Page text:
I can hardly believe it's finally happening. The surprising thing for me is that I am actually feeling pretty sad about leaving... the last couple weeks I have just been so excited to go home to my family, my friends, Luke, my house, my dog, my food, my bed... haha but after 4 months Lima really has become like a home to me. Spanish has finally came to me in a fluid(ish) way and I'm leaving... ¡Que pena! The amount of Spanish I have learned in 4 months is kind of amazing but unfortunately I still wouldn't consider myself "fluent" even though I can understand pretty much everything, it's the speaking that gets me haha. Learning a new language is an incredible amount of work that no amount of high school or college classes can really teach you. Only going somewhere that you are forced to listen, see and speak in Spanish all the time do you actually learn and retain anything or that's been my experience at least (unless of course you are lucky enough to have a family member or friend you can talk to all the time for practice). The really impressive thing to me here is how well the high school students we helped with English could actually speak English, they were incredibly fluent. The big difference in the education here and in the US is that they begin learning English in elementary school and their English teachers teach them in English the whole time, in comparison to Spanish classes in the US that are usually taught in English and we usually don't start learning a second language until high school and that's only so we can get into college. Traveling has made me realize how close minded us Americans can be as far as language learning (and obviously other things). People I have met from Europe usually speak 2-3 languages at least and the majority of people from both Costa Rica and Peru can speak English with some degree of fluency. To bring in some of Dr. Miller's cultural psychology, we Americans are the most monolingual and ethnocentric country and that's kind of sad. Enough with my lamenting over not learning Spanish in Elementary school haha here is a little picture summary of all the fun things I have been able to do over that last few weeks :)
Our Peruvian literature teacher took us on a little excursion to el Centro de Lima and we went to (above) a museum about the Spanish Inquisition and it was all about the ways the Spanish tortured people during that time because the building actually used to be a prison. This was complete with an underground walk through to show us the cells and wax dummies in various states of torture. Don't worry though or next stop got a little weirder... (below) we went to the Monastery of San Francisco which was a beautiful convent and church, except for when we went through the famous Catacombs where we were able to see 200-500 year old bones of people who wanted to be buried under the church to be closer to God... creepy.
Then about two weeks ago, Nikki's amazing family had a going away party for us that doubled as birthday party for Emily and late birthday celebration for Adam. We are all going to miss Nikki's family, they truly let us in this whole semester like we were all part of the family.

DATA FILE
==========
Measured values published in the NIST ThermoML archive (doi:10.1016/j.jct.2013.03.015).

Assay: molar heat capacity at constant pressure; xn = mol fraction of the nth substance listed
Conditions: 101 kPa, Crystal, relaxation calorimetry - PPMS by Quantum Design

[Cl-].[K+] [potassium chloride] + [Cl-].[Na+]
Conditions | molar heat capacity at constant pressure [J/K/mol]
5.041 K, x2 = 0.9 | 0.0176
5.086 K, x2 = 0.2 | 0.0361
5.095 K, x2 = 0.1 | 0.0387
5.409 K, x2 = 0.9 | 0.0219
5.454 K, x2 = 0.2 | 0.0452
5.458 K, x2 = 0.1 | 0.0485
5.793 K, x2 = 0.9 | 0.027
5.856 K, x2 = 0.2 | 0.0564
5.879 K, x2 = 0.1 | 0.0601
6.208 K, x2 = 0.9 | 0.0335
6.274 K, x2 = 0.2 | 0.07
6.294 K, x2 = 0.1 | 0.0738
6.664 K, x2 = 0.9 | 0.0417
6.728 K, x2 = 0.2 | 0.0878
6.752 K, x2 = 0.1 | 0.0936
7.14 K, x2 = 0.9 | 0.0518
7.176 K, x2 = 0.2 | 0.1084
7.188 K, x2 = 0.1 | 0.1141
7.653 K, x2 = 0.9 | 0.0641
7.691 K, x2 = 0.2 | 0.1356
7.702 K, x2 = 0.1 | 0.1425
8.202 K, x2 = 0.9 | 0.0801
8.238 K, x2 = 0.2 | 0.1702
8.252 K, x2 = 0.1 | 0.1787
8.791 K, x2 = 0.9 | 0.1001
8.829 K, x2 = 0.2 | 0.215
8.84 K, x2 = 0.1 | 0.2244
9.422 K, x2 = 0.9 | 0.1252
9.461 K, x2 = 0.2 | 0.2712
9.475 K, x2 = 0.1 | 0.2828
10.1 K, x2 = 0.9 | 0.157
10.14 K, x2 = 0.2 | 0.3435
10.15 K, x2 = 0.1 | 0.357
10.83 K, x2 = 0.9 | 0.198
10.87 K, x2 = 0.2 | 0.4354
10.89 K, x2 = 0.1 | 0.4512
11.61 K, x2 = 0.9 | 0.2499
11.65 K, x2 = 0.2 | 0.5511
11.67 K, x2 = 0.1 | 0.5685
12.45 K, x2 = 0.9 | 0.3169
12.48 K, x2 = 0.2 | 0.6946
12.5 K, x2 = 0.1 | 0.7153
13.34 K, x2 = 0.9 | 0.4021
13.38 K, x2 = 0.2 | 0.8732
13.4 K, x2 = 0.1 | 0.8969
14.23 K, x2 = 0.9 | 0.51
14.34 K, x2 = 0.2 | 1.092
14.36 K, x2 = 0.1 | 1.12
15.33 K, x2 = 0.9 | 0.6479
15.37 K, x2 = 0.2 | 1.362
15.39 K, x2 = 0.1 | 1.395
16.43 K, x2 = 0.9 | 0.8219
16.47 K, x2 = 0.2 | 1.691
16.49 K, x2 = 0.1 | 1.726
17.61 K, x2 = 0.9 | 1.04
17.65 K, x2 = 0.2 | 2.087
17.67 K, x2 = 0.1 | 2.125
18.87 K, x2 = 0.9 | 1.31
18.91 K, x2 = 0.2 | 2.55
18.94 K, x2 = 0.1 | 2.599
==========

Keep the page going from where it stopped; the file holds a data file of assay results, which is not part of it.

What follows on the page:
Then a couple days later Jaime made us his famous lasagna :)
Then we had our last day with the high school students of Colegio PIOXII. Talking with them and helping with English was honestly one of my favorite things we got to do here in Lima. They were so much fun and I learned all the good (and inappropriate) Peruvian slangs haha plus on this last day they all made or bought their favorite Peruvian foods, desserts and drinks to share with us.
Then Karla took Nikki and I to finally get some Peruvian sushi! It was amazing and we definitely didn't hold back seeing as how it was unlimited.
Oh and Luciano turned the big 5 years old!
My amazing fam took me to their beach house in San Bartolo for Semana Santa!
We also had our last meal with Dr. Miller and his wife Genie! They were unbelievably amazing on this trip and we were so lucky to get Dr. Miller as our professor this semester. We went to Tanta which is a restaurant with super yummy authentic Peruvian dishes and I had my favorite Aji de Gallina.
And one of the most fun things we have done in Lima... the chocolate museum! We got to make cocao tea, Mayan hot chocolate and European hot chocolate literally starting with the cocao bean! Then we also got to make our own chocolates with all kinds of different things to mix inside like peanuts, cinnamon, coconut, etc. The best part was that all the chocolate made here comes from Peru and the Amazon!
Thursday was officially our last day at UPC! We actually made it! We started with 12 and 9 of us made it to the end. I can't believe how close we all became in this roller coaster 4 month ride. We all got seriously sick at some point, had serious homesickness, or were just seriously sick of school but we got through it together and I have made some truly lifelong friends in this "Aventura Peruana" :)
In conclusion, I have had a wonderful experience. My host family has been absolutely amazing in every way. They have spoiled me and I got really lucky living here for the last few months. I'm going to miss having a house full of screaming kids and practicing my Spanish everyday but hopefully I'll be able to come back and visit them one day. After my study abroad experiences in Costa Rica and Peru I've definitely been bit by the travel bug and I can't wait to plan my next foreign adventure but until then... NEBRASKA HERE I COME :D